Planes, trains and automobiles will take center stage when the Mississippi Economic Council hosts its 58th-annual meeting May 2 at the Jackson Marriott in downtown Jackson.
Norfolk Southern CEO Wick Moorman, who grew up in Hattiesburg and was named to the top leadership spot of the Norfolk, Va.-based railroad company in 2005, will keynote the annual luncheon. His company operates 21,000 railway route miles in 22 eastern and southern states, including Mississippi, the District of Columbia and Ontario, Canada, and connects with rail ports in the West and throughout Canada. The company, which posted $9.4 billion in railway operating revenues last year, employs 30,000.
“We’re really focusing on the new opportunities in Mississippi,” said Mississippi Economic Council (MEC) president Blake Wilson. “There are so many the new auto plant brings. We’ll hear about what’s going on in the rail industry from one of the more successful CEOs of an American railroad. This is a chance to continue our framework of bringing home successful Mississippians.”
Moorman, a Blair High School graduate whose late father, Charles Moorman, PhD, was a distinguished professor of English literature at the University of Southern Mississippi, follows a list of impressive native Mississippi speakers for the annual event, including:
• Clarence Otis, Jr., CEO of Darden Restaurants Inc., (NYSE: DRI) the world’s largest casual dining restaurant company, parent company of Red Lobster and Olive Garden;
• John H. Bryan, retired 25-year chairman and CEO of the Sara Lee Corporation (NYSE: SLE);
• W.G. “Mickey” Holliman Jr., chairman, president and CEO of Furniture Brands International (NYSE: FBN), the largest manufacturer of residential furniture in the world, including Broyhill, Lane and Thomasville brands;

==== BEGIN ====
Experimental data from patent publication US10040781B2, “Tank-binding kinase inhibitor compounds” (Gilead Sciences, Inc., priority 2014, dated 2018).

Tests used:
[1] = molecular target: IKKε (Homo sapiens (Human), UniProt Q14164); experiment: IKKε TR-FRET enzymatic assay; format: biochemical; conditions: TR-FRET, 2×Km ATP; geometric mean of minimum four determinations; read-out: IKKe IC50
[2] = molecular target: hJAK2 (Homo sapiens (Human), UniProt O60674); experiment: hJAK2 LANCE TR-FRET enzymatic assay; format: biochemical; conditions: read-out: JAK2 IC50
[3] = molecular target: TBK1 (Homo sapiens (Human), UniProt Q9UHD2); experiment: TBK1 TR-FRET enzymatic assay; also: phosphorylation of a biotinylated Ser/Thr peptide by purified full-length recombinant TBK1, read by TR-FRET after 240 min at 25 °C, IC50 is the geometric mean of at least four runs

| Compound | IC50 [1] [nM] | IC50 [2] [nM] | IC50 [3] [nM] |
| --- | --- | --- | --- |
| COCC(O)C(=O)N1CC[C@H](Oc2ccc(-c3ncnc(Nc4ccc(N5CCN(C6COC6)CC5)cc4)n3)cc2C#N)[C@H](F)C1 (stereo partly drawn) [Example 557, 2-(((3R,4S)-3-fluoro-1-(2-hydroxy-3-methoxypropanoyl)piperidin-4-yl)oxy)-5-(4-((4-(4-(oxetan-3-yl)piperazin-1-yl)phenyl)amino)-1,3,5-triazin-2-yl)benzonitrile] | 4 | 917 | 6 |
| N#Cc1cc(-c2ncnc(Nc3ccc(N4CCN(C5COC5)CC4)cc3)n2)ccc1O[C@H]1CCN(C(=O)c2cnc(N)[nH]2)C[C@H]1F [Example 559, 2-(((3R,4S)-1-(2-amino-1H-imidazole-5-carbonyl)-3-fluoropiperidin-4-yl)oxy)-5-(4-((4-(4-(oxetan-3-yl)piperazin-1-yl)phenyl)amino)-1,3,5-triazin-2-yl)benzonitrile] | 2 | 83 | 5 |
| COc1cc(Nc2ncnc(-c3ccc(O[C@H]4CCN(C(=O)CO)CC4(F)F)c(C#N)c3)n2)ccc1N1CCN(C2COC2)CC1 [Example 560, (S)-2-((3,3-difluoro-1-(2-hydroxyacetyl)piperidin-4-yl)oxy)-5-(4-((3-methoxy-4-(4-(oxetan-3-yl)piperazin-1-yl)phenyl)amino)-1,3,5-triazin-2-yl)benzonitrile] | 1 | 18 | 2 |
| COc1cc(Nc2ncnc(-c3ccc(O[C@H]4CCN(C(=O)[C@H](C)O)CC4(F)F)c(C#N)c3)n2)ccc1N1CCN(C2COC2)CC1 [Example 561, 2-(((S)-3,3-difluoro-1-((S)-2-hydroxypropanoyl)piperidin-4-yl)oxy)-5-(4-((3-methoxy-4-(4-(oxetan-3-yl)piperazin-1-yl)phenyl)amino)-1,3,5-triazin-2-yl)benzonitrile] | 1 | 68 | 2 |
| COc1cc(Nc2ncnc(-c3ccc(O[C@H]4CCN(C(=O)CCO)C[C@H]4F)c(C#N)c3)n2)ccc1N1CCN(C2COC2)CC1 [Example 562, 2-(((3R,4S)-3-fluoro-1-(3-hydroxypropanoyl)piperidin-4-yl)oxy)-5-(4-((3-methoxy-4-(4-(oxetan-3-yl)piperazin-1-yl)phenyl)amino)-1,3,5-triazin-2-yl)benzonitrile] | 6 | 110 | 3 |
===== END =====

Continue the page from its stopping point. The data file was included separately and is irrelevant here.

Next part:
• FedEx founder and CEO Frederick W. Smith (NYSE: FDX);
• Former Netscape CEO Jim Barksdale;
• Former AOL Time Warner executive Bob Pittman; and
• World renowned talent scout Sam Haskell III, producer of the biannual Stars Over Mississippi benefit concerts held in Amory the first Saturday in October, also known as “TV’s Talent Man” from the William Morris Agency.
Toyota associate Dennis Cuneo, who led the site selection of the Japanese automaker’s Wellspring location, will also address the expected 1,000 attendees. In 2006, Minority Business News USA magazine named him one of the “Top 100 Men Impacting Supplier Diversity.”
“Dennis is now a lawyer with Arent Fox, but he’s the retired senior vice president of Toyota and still the consultant that helped make this project happen,” Wilson pointed out. “We’ll hear what some of his reasons were for selecting Mississippi.”
Gov. Haley Barbour will also play a prominent role in the MEC annual meeting. “He’ll show us that if you continue to do the right things, good things will happen in economic development and provide continued opportunities to move forward,” explained Wilson. “The governor will give a good overview for the future. Transportation is one of those economic development keys — always has been —and Mississippi is a leader in that arena. We’ll take a look at the next level beyond highways.”
Lt. Gov. Amy Tuck and Secretary of State Eric Clark, two retiring state officials, will share their viewpoints about what lies ahead for Mississippi.
Registration for the annual meeting will begin at 8:30 a.m., with a morning session discussing intermodal opportunities to better plan for the state’s transpotation future beginning at 9:15 a.m., and a second morning session discussing making economic development work through regional partnerships beginning at 10:15 a.m. The luncheon begins at 11:30 a.m. and includes MEC’s traditional tribute to the military, plus entertainment by Miss Mississippi Taryn Foshee and “First Choice” of Mississippi Valley State University.
“I really credit our staff and leadership with the success of the annual meeting,” said Wilson, who has led the event to its eighth consecutive packed house. “We try to make it an informative and fun event and also one that really cheerleads for the future of Mississippi. It’s a chance for both celebration and aspiration.”
Contact MBJ contributing writer Lynne W. Jeter at Lynne.Jeter@gmail.com.
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